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I do have a question, though: Where do the governments of NZ and Australia get their money from? The government here has only the money they take from citizens and companies every week at the point of a gun, or through through threat of force.


I didnt mean to imply that people in Aust and NZ dont pay taxs. What I was trying to say is this overall people in those two countries would pay less for healthcare. So If a NZder is getting $10 an hour he/she is getting closer to that amount. In other words she/he loses less money to the likes of private insurance.



posted on Jan, 15 2006 @ 12:13 AM
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Well... I can only reply as to the American economy and health care system. If companies weren't forced to pay insurance for it's employees, and if the damned government would get out of the health care business, there would be a dramatic drop in the costs of ealth care. There's just too many current examples of the negative effects of a "third-party-payer" health system, both economically and in the quality of the health care.



posted on Jan, 23 2006 @ 12:41 PM
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Just to throw an opinion in the ring:

I work two jobs about 30 hours a week each. One pays $7.50/hr, the other is a serving job making 3.15/hr + tips. I am not poor, but damn do I have to work a lot to live good.
I struggled through college, paying my own way for half, taking loans for the other half. After graduation with an associates in Computer Information Systems I cannot find a job paying more money than the local Best Buy, yet I have $5500 in student loan debts that need payed. I am lucky enough to have a girl to share rent, utilities, etc...and I dont have any kids.

I couldnt imagine doing what I am doing with children, or without the second job. Thats poverty by my standards.

I get squat from Uncle Sam, because I am over the poverty line. I consider myself part of the forgotten economic spectrum; Those of us who are lucky enough to work 65 hours a week so as not to be considered poor.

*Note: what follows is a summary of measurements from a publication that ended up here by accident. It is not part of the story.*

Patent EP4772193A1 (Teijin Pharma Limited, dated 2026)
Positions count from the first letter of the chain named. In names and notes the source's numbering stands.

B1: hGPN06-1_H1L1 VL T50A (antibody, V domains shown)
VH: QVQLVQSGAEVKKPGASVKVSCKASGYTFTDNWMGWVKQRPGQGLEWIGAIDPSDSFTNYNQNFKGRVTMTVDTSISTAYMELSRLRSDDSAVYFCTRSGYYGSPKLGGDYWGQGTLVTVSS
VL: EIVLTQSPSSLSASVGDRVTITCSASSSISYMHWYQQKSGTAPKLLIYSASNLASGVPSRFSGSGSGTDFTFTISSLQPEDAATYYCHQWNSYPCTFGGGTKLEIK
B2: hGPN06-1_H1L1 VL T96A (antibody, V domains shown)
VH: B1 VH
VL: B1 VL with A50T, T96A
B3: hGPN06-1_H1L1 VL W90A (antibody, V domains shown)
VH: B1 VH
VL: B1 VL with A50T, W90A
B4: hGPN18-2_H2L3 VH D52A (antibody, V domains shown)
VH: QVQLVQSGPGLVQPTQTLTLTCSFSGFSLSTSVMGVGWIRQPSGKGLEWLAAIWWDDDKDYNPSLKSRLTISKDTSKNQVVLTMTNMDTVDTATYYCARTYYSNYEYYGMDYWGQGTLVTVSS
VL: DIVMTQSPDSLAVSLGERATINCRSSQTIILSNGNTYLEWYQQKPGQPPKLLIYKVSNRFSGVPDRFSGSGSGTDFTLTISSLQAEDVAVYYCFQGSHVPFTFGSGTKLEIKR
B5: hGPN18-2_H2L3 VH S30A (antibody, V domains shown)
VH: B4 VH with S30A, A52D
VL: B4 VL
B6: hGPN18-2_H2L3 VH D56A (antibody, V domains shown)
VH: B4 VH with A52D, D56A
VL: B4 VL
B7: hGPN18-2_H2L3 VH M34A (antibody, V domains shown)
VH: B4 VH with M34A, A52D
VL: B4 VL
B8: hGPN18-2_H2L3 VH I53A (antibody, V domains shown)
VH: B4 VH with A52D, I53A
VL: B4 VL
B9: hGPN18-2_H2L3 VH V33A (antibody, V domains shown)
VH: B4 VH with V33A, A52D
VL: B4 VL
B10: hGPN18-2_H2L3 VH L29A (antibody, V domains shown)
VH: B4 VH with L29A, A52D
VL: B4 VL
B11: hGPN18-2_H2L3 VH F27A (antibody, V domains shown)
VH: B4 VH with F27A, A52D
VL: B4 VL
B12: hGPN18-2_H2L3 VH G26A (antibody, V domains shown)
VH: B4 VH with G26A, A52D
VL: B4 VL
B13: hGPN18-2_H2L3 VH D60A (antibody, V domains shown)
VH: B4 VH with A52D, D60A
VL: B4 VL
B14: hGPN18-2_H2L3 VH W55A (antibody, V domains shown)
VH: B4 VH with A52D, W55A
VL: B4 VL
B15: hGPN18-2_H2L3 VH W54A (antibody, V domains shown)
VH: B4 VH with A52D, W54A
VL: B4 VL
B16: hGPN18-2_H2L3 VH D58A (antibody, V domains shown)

Just wanted to add an overlooked perspective.



posted on Jan, 23 2006 @ 01:48 PM
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It goes on what you consider poverty or being poor. Most people ignore real poor communities and cities. Heritage foundations aren’t they a right wing think-tank?

If you go into Appalachia Mountains or the Mississippi and Alabama and some parts of Texas and Kansas you WILL see poverty. There is inner city poverty then there is country poverty. Yes I use to do volunteer work and I did see kids with no shoes. They may have a roof over their head but barely. The man said it Poor is Poor no matter where you live. If you cannot pay for basic things then your family suffers in so many different ways.

I know it is not really seen on TV and many many people do not go into those areas but it is here.
And we are not talking about single mom struggling poor we are talking about illiterate cant get a job because of the economy and no skills and my family is eating ketchup soup every night poor. I think some should travel outside the beltway and see some of there communities then maybe you would change your mind on poverty in America really is.


Materials cannot be used in who is poor mostly it is opportunities to me. Because you can buy something out of Wal-Mart does not make you have the ability to pay for rent, health, transportation, clothing, education, children, savings, retirement, etc....
It is the opportunity to pay for these things. Now if the opportunity is passed up then that is something else.

What I mean about opportunity is the right to a job that pays a living wage. Minimum wage is not a living wage. As a congressman put it “It is for teenagers wanting a little spending cash and to learn how to work.” Once you get to a certain age or mentality you want more in America you should have the opportunity but half do not and it is not because of health care. It might because of C.E.O. salaries , retirement, and "Perks" but not health care.